A collective of bibliophiles talking about books. Book Fox (vulpes libris): small bibliovorous mammal of overactive imagination and uncommonly large bookshop expenses. Habitat: anywhere the rustle of pages can be heard.
Having always enjoyed the short stories of Saki, I was hard pressed to select just one to review. As most people know, Saki is the pen name of Hector Hugh Munro, who grew up in Burma, the son of English colonials, raised mostly by his aunts after his mother’s death. That’s probably why he was able to portray a variety of settings in his stories, from English tennis lawns to Carpathian forests to Asian villages. While the Edwardian backgrounds are distinct and references to current events and artists of the period abound, there’s also a timelessness to his work. I think it’s because, despite the outer trappings, the main focus of his stories is human thoughts and behavior and how circumstances or other people manipulate them. That can be used for comic effect, such as in The Unrest-Cure where a man convinces a staid brother and sister that insurrectionists are coming to murder their neighbors unless they are sheltered in their family home. Or in a more malicious way, as in Mrs. Packletide’s Tiger where a servant gains the upper hand.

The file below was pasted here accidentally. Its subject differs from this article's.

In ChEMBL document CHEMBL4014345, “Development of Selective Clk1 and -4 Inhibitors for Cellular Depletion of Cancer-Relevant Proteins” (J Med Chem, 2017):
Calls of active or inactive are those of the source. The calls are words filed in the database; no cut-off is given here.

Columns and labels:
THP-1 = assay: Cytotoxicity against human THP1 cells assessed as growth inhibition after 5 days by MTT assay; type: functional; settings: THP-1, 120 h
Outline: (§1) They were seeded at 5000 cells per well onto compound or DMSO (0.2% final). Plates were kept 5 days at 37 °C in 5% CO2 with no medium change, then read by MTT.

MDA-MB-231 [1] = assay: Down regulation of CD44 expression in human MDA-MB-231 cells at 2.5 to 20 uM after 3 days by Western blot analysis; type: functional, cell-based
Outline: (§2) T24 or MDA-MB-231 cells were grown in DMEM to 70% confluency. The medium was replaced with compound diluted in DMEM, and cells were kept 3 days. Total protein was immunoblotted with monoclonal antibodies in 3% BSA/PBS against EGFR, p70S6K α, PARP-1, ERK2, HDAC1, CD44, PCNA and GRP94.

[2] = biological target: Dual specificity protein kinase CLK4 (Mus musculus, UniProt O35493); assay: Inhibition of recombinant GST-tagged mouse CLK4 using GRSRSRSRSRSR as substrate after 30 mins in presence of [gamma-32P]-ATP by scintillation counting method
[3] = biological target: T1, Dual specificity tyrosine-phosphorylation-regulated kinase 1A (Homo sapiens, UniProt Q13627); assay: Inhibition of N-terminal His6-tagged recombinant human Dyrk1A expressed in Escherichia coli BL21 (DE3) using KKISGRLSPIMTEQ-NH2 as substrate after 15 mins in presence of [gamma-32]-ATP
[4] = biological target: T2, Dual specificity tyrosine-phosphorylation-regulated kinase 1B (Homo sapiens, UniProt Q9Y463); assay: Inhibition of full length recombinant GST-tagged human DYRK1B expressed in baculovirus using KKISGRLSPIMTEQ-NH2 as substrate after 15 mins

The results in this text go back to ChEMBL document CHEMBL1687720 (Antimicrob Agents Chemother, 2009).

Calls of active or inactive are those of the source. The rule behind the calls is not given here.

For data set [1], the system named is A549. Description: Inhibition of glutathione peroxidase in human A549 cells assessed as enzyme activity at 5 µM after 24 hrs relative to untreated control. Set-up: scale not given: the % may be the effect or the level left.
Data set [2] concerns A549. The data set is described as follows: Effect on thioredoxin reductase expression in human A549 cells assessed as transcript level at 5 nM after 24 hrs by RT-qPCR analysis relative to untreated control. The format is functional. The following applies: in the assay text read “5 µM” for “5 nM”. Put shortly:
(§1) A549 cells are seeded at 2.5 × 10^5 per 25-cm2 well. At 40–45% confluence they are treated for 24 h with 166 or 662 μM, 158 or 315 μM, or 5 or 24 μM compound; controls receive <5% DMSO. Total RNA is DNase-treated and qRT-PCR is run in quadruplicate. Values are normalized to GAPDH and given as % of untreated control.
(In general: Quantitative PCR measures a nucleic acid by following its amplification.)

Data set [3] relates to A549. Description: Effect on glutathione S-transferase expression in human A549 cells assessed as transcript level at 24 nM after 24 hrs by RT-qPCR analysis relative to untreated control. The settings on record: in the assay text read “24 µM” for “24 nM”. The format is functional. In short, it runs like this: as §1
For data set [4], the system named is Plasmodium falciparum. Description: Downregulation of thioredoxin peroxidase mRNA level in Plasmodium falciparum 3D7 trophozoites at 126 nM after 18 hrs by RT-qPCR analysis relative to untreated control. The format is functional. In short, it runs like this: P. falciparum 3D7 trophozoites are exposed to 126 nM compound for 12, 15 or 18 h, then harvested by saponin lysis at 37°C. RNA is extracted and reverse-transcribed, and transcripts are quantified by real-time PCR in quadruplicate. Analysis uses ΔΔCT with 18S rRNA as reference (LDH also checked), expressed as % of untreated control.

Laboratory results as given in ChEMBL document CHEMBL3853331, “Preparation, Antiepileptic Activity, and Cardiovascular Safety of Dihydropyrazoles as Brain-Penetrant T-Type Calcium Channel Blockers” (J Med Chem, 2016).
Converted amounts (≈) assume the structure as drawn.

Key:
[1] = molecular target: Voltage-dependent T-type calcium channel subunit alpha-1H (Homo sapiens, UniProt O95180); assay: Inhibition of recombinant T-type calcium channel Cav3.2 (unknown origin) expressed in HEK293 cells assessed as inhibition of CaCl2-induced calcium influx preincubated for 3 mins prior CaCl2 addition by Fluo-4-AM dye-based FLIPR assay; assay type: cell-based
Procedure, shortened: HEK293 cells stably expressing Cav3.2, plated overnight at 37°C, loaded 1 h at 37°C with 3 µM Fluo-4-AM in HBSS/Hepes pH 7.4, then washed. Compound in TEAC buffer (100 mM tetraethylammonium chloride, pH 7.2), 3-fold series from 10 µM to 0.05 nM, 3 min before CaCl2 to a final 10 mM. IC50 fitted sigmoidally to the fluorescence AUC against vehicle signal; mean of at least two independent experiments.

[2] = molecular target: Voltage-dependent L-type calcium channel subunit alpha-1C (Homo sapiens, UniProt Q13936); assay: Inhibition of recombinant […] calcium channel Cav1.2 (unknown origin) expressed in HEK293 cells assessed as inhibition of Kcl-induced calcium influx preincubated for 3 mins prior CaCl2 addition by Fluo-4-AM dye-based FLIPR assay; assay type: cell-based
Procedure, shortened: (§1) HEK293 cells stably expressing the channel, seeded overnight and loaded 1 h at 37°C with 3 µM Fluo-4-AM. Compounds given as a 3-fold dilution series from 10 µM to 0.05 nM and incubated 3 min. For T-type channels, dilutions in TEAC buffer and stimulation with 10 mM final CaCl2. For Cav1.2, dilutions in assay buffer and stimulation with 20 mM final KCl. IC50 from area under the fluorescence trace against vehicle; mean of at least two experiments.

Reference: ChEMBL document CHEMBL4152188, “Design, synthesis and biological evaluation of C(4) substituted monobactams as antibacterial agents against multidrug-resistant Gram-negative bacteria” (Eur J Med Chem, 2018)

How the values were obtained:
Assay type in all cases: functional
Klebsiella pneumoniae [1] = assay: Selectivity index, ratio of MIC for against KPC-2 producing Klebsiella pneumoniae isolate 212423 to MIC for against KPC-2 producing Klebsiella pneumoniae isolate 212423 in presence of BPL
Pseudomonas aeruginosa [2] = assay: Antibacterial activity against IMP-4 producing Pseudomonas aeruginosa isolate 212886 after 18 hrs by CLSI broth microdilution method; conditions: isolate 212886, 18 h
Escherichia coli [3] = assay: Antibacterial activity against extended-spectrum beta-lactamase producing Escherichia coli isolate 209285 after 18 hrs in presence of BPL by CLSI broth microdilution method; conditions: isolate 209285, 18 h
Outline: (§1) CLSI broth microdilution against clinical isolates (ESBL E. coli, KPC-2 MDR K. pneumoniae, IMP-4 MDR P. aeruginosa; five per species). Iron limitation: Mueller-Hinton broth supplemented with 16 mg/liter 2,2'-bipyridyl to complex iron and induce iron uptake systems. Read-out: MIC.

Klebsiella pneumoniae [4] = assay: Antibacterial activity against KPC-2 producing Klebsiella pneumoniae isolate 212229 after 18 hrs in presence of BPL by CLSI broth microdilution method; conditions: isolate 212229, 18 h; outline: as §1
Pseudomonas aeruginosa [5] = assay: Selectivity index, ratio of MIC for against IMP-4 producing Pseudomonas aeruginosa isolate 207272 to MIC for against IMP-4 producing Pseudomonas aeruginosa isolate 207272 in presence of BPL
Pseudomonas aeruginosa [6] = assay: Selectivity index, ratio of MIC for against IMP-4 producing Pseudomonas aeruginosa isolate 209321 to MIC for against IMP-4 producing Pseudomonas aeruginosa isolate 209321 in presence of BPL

Animals show up often in Saki’s stories, often as a pivotal instrument and exist as symbols as well as having the nature of the actual animal. These can range from a ferret who becomes a deity to wolves as harbingers of revenge.
Like many writers of the times, Saki also wrote a number of Gothic tales. Of course, being a wimp, I skip those, so I can’t say how they stack up to others. He is a master of creating atmosphere, with vivid descriptions of nature and light. And like many of the best short stories, there is often a surprise ending.
With insight and prose as pointed as “Without his imagination, which was rampant under the spur of loneliness…”, Saki could count on admirers across the literary spectrum, as diverse as Graham Greene and A.A. Milne. And though I’m certainly not of that strata, I am one, too.